A student recently asked me, "How do volunteer work and service-related clubs look on applications? Do they, too, strike admissions officers as a sign of a complacent student whose main goal is to look good? What kind of specialized service opportunities TRULY give kids an edge in college and beyond?"
The answer... is that it depends. Some schools really want students who have demonstrated commitment to their community; others are going to care much more about your grades.
Not very helpful, huh?
But here's some information that you will find very helpful:
Many students focus their energy on "what" they're doing -- community service, AP classes, varsity sports, etc. But one of the most important questions admissions officers have about you isn't "what" -- it's why?
Why are you doing what you're doing? Why is that an enriching experience? How will it help you accomplish your goals?
So let's apply this to community service.
What: You volunteer to pick up trash at a park every month.
What: You volunteer as a receptionist at a local hospital every week.
If you don't have a good "why," schools won't be hugely impressed by your service. They're looking for people who find and develop passions. They're looking for people who want to change the world.
If your application is full of whats and void of whys... that tells them you're not looking to change the world. You're looking to get into college.
So as you're planning out your schedule and figuring out how you want to spend your time, think about service opportunities that are truly meaningful to you -- and that can truly enhance your life, goals and opportunities.
For example. If you're studying Chinese, volunteer as a Chinese language tutor. If you're studying Chinese and you want to be pre-med, volunteer for the Asian Health Foundation. Volunteer to raise money or awareness of the hepatitis B prevalence in Asian American communities.
If you're worried about mental health in your school, spearhead a campaign to make real change. Start a blog. Gather signatures on your petition. Write an op-ed. Start a student group that conducts surveys on student well-being, homework load, and health. (This will be especially impressive if you're planning to indicate an interest in Psychology, Sociology, Social Work, Public Health, Education, or another related field.)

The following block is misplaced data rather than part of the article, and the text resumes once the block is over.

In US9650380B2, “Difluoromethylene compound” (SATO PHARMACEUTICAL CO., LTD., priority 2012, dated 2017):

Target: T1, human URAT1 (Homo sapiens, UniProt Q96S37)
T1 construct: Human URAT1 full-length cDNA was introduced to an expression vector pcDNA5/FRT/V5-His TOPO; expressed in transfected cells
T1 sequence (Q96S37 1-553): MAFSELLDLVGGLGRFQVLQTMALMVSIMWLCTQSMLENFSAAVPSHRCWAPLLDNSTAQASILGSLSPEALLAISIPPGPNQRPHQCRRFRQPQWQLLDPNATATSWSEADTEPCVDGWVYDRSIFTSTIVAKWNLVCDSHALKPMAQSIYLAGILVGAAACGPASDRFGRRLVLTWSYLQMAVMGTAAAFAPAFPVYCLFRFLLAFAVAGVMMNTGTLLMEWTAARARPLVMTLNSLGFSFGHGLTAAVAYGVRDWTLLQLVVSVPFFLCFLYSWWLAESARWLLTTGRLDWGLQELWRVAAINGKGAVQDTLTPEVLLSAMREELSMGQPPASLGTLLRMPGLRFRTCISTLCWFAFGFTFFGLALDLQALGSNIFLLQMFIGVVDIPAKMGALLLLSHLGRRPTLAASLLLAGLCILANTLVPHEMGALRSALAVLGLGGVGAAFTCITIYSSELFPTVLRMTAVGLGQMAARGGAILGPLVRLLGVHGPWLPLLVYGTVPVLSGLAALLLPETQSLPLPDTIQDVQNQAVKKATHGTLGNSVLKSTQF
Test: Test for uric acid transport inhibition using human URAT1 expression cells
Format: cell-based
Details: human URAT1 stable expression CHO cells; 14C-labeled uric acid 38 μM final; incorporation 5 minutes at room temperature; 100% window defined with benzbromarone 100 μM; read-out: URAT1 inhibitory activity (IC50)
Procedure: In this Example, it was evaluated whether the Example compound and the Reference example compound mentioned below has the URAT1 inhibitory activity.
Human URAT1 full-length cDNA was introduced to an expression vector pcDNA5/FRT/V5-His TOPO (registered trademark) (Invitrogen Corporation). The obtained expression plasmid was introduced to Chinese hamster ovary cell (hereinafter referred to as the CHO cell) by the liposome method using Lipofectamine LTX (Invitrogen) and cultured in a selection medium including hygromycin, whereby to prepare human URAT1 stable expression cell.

Here's another tip:
Never, ever write an essay about how such-and-such a volunteer experience "changed your life" if it didn't actually change your life.
Don't say your summer spent building schools in El Salvador changed your life... if you went back to school and kept doing the same things you were already doing. If it truly changed your life -- show that it changed your life.
Take a Spanish for Medical Professionals course online or at a local community college. Volunteer for a labor or immigration issues groups. Join a grassroots effort to legalize drugs in your state, if you think that will make a difference to the orphans you worked with!
(That could actually be a super edgy and memorable college essay -- something to the effect of, "If I learned anything from working with orphans in El Salvador... it's that we need to legalize drugs in the United States." See also: If You're a Vegetarian Who Uses Illegal Drugs, You are THE HUGEST Hypocrite.)
Finally, I'll say this:
There's nothing wrong with getting involved with a cause you care about through a paying job.
You don't have to not get paid in order to show colleges you care about your community or you want to change the world.
If you care about supporting the arts, take a job in the ticketing office at your community theater. Take a job hanging posters on windows and billboards downtown. Take an internship running the theater's social media account.
A job actually gives you an additional opportunity to show who you are and why this is important to you. Beyond contributing to the community through your work, you can spend the money you make in a way that teaches you something or enhances your life.
What: I worked in the ticketing office at my community theater.
Why: Because I love theater and playwriting, and want to support the arts.
And then!: I used the money I made to go to a summer playwriting workshop; I used the money I made to buy season tickets to the opera; I used the money I made to produce my own (extremely low-budget) one-act show; etc.
Colleges love to see students who are willing to work for what they want. Because of that, a job can be just as impressive as a service opportunity.
Here's the tl;dr:
Volunteering for the sake of volunteering can backfire by indicating to colleges that you are a hoop jumper and a box checker, rather than a curious and passionate individual who wants to change the world.
So be mindful. Self-reflect. And seek out jobs and volunteer opportunities that a) are meaningful to you, and b) connect with your other passions, goals and interests.
Do you have questions or comments on this article? Share them in the comments! Or contact me to set up an appointment or discuss my services.
Eva Glasrud completed her B.A. and M.A. at Stanford. She is now a college counselor and life coach for gifted youth.